By Rachel Borrell, guest blogger
In March 2013 a fire engulfed a Qu’ranic school (or daara) in the Dakar neighbourhood of Medina, killing eight young students – otherwise known as talibés. Their teacher and guardian was absent, apparently having returned to his house due to the unsanitary and uninhabitable conditions in the daara. The tragedy sent shockwaves through Senegalese society and seemingly awakened government officials to the urgent need to reform the daara system and its prolific exploitation of children.
It is estimated that at least 50,000 talibés are forced to beg on the streets of Senegal for approximately five hours a day, having been trafficked from rural areas of Senegal or from neighbouring countries, such as Mali and Guinea-Bissau. These children, who are almost exclusively boys, do not pay for their studies, meals or accommodation, but are instead obliged to beg for their food and keep, in addition to or instead of learning the Qu’ran. Talibés that are forced to beg are vulnerable to abuse, both on the streets and by their Qu’ranic masters, and are usually malnourished and susceptible to diseases, due to the overcrowded and unhygienic conditions in which they live.
Decisions to send children away to daaras are usually influenced by family poverty, a lack of access to free State education, and a strong desire by many parents for children to learn the Qu’ran from Qu’ranic Masters. However, combining Qu’ranic schooling with a broader education, including French, would enhance job prospects and make children better equipped for later life.
The practice of forced child begging is not an intrinsic part of Qu’ranic schooling and evidence suggests that many Qu’ranic Masters gain far in excess of the income needed to maintain their daaras and earn a basic living from child begging. As it stands, there is an insufficient legal framework to protect talibé children from forced begging. In August 2010, following public outcry in the wake of a Human Rights Watch report, Prime Minister Souleymane Ndéné Ndiaye announced a decree banning begging in public places. In September 2010 seven Qu’ranic masters were arrested and given six month sentences and a fine of 100,000 CFA (approximately $160 USD) as a “warning” under Law No. 2005-6, which explicitly criminalises forced child begging. However, these sentences were not carried out. According to the US State Department, a further two Qu’ranic Masters were sentenced during the same period and served one month prison terms before being released.
In September 2010, associations of Qu’ranic teachers in religious centres condemned the application of the law, threatening to withdraw their support for President Abdoulaye Wade in forthcoming elections, scheduled to take place in February 2012. The following month, President Wade retracted the ban, reportedly on the grounds that banning begging outright went against Senegal’s long established custom of collecting alms. Such incidences demonstrate a lack of political will to enforce the law against forced child begging by talibé children.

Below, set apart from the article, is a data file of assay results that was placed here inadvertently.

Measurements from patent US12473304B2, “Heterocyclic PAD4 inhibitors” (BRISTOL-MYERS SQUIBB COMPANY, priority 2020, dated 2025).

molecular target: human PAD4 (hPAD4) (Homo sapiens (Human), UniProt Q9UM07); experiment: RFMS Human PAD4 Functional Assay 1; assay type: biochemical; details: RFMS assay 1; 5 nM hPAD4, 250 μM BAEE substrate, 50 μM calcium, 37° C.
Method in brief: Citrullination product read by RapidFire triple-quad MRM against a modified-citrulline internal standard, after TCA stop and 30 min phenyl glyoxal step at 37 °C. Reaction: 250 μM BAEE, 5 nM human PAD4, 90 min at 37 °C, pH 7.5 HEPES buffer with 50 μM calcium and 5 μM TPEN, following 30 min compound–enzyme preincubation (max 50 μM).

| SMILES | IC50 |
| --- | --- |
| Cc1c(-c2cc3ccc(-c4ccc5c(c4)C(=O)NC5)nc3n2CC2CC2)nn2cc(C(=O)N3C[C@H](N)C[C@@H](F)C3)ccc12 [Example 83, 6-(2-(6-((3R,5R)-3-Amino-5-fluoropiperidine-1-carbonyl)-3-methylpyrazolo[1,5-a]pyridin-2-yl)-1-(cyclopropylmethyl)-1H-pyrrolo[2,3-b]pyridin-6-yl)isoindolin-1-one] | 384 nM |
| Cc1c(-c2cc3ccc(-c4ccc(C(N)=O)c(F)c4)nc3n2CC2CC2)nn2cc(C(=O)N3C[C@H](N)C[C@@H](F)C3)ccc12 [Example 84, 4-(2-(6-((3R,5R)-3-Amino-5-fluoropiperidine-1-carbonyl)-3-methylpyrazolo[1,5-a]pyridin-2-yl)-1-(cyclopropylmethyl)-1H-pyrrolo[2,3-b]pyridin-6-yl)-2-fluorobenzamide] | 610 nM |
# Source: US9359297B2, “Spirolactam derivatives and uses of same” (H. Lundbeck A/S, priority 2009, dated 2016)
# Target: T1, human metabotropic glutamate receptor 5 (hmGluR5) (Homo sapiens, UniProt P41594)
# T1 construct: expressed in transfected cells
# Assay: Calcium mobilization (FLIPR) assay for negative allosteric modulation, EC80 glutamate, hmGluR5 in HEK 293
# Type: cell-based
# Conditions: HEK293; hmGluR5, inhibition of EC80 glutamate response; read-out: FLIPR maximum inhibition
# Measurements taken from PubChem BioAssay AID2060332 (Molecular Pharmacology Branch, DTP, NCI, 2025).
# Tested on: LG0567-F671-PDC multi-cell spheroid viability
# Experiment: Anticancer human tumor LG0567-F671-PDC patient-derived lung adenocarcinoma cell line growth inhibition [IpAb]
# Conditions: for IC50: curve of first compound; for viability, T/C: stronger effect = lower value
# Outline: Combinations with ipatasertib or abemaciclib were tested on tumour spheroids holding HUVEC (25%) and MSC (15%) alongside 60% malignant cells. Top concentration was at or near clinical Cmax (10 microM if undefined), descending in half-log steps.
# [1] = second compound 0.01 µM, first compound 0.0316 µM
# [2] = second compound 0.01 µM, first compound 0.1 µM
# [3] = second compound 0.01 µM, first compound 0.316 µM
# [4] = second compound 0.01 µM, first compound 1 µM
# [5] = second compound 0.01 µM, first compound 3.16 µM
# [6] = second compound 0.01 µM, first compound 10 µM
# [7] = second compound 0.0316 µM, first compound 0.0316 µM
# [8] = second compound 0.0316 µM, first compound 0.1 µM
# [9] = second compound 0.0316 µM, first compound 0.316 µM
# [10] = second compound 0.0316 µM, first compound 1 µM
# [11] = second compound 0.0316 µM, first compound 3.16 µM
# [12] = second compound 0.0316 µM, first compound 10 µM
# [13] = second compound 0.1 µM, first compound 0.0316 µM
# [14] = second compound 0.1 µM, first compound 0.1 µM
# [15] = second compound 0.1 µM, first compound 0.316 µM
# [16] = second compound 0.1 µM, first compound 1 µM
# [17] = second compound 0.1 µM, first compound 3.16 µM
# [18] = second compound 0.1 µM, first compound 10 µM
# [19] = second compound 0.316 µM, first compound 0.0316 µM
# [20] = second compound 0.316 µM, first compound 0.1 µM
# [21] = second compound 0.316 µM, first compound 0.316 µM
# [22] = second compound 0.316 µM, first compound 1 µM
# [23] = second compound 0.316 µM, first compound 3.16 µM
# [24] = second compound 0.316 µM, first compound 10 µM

What’s more, there is a contradiction between Law No. 2005-6 and the Senegalese Penal Code, which allows for the seeking of alms on days, in places and under conditions established by religious traditions. In this regard, the International Labour Organization has requested that the Government of Senegal harmonise these two laws so as to criminalise beyond any doubt the exploitation of talibé children through forced begging.
In the two years that have passed since the Medina fire, a State programme has been introduced to set norms for daaras, including the eradication of begging, a more diverse academic curriculum, and decent standards of hygiene, health, child protection and child rights. Daaras will have to register officially with the State and will be inspected to ensure they conform to the norms. However, the law establishing the criteria against which daaras will be regulated is yet to be adopted.
When adopted, in order for the daara reform law to be successful, Senegal must ensure that it has strong public and civil society support, including the endorsement and involvement of surrounding communities and Qu’ranic Masters themselves. Law enforcement officials must also be trained in the legislative basis that prohibits and criminalises forced child begging.
In January 2016 the State of Senegal will be reviewed by the Committee on the Rights of the Child – the United Nations treaty body that assesses States’ adherence to their obligations under the Convention on the Rights of the Child. This presents an opportunity for civil society and the United Nations to put international pressure on the Senegalese Government to make the necessary legislative and practical reforms to end this barbaric form of modern slavery. In the meantime, it is imperative that the State of Senegal identifies talibés who are being forced to beg, removes them from harm and offers them rehabilitative care.
Photo Credit: Christophe DurpairePrint This Post